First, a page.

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Many people have questions about “snortable Chocolate” powder, but there are few answers about the increasingly popular product. Information could be coming, as a leading lawmaker inquires about the effects of this substance.

The New York Daily News reports that U.S. Sen. Charles Schumer (D-NY) sent a letter on Saturday to the Food and Drug Administration to ask the agency to examine the product, which promises to give users a boost of energy and a feeling of well-being that many fear is a gateway to illicit drugs.

According to The Daily News, the Senate minority leader told the FDA that there are too many unanswered questions.

“This suspect product has no clear health value. I can’t think of a single parent who thinks it is a good idea for their children to be snorting over-the-counter stimulants up their noses,” Schumer wrote, according to the Associated Press.

The Washington Post reported that the main product on the market, Coco Loko, is “marketed as a drug-free way to get a buzz” by Legal Lean, a company based in Orlando, Florida. The snortable choclate includes cacao powder, from beans used to make chocolate, which contains caffeine.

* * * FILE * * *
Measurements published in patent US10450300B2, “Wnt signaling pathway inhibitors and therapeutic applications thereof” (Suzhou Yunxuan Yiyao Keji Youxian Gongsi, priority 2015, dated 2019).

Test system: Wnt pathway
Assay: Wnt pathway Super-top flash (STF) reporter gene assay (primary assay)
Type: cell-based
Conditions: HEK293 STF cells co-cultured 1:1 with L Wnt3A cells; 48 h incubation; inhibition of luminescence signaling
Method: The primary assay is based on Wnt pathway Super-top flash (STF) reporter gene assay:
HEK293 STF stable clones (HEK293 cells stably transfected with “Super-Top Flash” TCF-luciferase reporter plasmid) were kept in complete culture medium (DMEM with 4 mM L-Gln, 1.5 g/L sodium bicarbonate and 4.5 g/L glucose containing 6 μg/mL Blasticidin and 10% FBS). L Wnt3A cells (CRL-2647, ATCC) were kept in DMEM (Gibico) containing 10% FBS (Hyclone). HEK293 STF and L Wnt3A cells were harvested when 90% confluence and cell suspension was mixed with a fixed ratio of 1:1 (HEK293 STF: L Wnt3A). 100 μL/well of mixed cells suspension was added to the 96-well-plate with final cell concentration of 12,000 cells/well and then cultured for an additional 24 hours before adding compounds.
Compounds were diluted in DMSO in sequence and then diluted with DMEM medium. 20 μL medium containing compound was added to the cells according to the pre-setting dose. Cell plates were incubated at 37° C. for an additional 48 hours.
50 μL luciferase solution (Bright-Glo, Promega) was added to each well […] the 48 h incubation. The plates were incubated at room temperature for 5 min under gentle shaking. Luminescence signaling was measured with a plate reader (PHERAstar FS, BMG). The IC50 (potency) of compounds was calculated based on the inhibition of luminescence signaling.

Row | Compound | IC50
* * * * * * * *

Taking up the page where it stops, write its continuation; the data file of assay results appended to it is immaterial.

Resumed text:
Dr. Andrew Lane, director of the Johns Hopkins Sinus Center, told The Post that the risks are unknown.

“There’s no data, and as far as I can tell, no one’s studied what happens if you inhale chocolate into your nose. When I mention it to people, nobody’s ever heard of it,” he stated.

According to the Daily News, the FDA hasn’t even looked into whether it’s authorized to regulate the substance.

The founder of Legal Lean, Nick Anderson, told The Post he tried chocolate snorting after he heard about the trend in Europe. He invested $10,000 to create his own product, Coco Loko. Anderson, 29, said the effect lasts for 30 minutes to an hour and described it as “almost like an energy-drink feeling, like you’re euphoric but also motivated to get things done.”

Is it a gateway drug–a stepping stone to illicit narcotics? Lane doesn’t think so. “If you’re going to do drugs, you probably don’t start with chocolate,” he told The Post. Still, many parents are worried.

SOURCE: New York Daily News, Associated Press, Washington Post

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